The LCI measures how much have wages and salaries increased overtime. The Labour Cost Index (LCI) is used to calculate percentage increases in wages for a fixed quantity and quality of labour. The figure that Statistics New Zealand recommends as an indicator of wage increases is the adjusted percentage change in ‘all salary and wage rates’ (including overtime). The LCI also provides sector breakdown of wage movements (public or private).
Labour Cost Index (all labour costs)
Statistics New Zealand also produces an annual Labour Cost Index, which includes all labour costs. This is released for the June quarter. The annual index combines the salary and wage costs measured in the quarterly releases with the addition of non-wage labour costs such as medical insurance, superannuation, annual leave, and Accident Compensation Corporation (ACC) employer premiums.
Quarterly Employment survey
If you are looking for average hourly earnings, average number of hours worked in a week, or average weekly earnings from wages or salaries, the Quarterly Employment Survey (QES) is the best source. Data is also provided broken down by sector (public or private), industry, and sex.
The New Zealand Income Survey (NZIS) is a supplement to the June quarter Household Labour Force Survey (HLFS) and provides a snapshot of income levels for people and households. The NZIS gives median and average weekly income for the June quarter from most sources including government transfers, investments, self-employment and wages and salaries. For those receiving income from wages and salaries, statistics on average and median hourly earnings are also available.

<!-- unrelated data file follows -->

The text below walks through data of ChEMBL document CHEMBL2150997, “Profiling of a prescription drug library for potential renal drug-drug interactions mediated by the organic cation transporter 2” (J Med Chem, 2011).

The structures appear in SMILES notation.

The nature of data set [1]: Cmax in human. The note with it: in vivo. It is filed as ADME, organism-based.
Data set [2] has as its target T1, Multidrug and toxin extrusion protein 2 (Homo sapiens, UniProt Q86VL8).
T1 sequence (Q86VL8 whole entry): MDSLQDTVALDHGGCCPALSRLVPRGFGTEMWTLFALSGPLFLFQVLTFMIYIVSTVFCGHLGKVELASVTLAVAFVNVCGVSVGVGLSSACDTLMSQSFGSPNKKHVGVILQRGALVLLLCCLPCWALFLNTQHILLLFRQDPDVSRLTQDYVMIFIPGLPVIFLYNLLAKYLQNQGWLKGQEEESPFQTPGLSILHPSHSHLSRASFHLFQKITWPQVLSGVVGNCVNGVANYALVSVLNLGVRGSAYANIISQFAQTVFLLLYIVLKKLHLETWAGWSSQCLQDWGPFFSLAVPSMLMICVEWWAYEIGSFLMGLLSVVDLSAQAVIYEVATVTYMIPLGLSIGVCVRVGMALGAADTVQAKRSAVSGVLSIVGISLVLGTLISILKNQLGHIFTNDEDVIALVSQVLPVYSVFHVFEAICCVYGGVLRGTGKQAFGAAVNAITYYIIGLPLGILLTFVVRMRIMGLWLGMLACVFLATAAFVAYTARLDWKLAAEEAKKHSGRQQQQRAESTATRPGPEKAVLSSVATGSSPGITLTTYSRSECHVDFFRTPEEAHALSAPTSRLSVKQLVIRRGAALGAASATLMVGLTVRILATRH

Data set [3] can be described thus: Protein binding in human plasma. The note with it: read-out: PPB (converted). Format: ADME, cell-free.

What about work stoppages?
What is happening about equal employment opportunities?
Diversity toolkits are available on
State sector information
What information is available on agency funding and guidance
Treasury publishes a range of materials offering guidance to State sector agencies.
The funding history for specific agencies/sectors can be viewed at
Where can we find Public Service workforce statistics?
The State Services Commission conducts a Human Resource Capability Survey and produces data on the State sector workforce.
A report on remuneration for senior staff
What is happening in other countries?
Other countries have adopted a range of strategies to address economic conditions
Where can I view a lot of the basic data in one place?
There are some very useful websites where you can view a range of information in one place.
Here are some graphs and information showing some economic basics e.g. inflation, employment/unemployment www.rbnz.govt.nz/keygraphs/
Here is access to a range of economic indicators
Here is a snap shot across a range of economic and workforce information
Here is a range of price indexes
Here is a whole range of labour market and related information
Here is a range of economic, demographic and other information
Other information sources worth considering
It may be worthwhile knowing private sector business views and union aspirations on workforce issues.
Union: NZCTU www.union.org.nz/ and PSA www.psa.org.nz/Home.aspx
Government policies on workforce, employment relations and bargaining
The Government has a range of policies relating to workforce. These include the Government’s Expectations re pay and employment conditions and redeployment. You can access these policies via the State Services Commission Employment Relations page www.ssc.govt.nz/er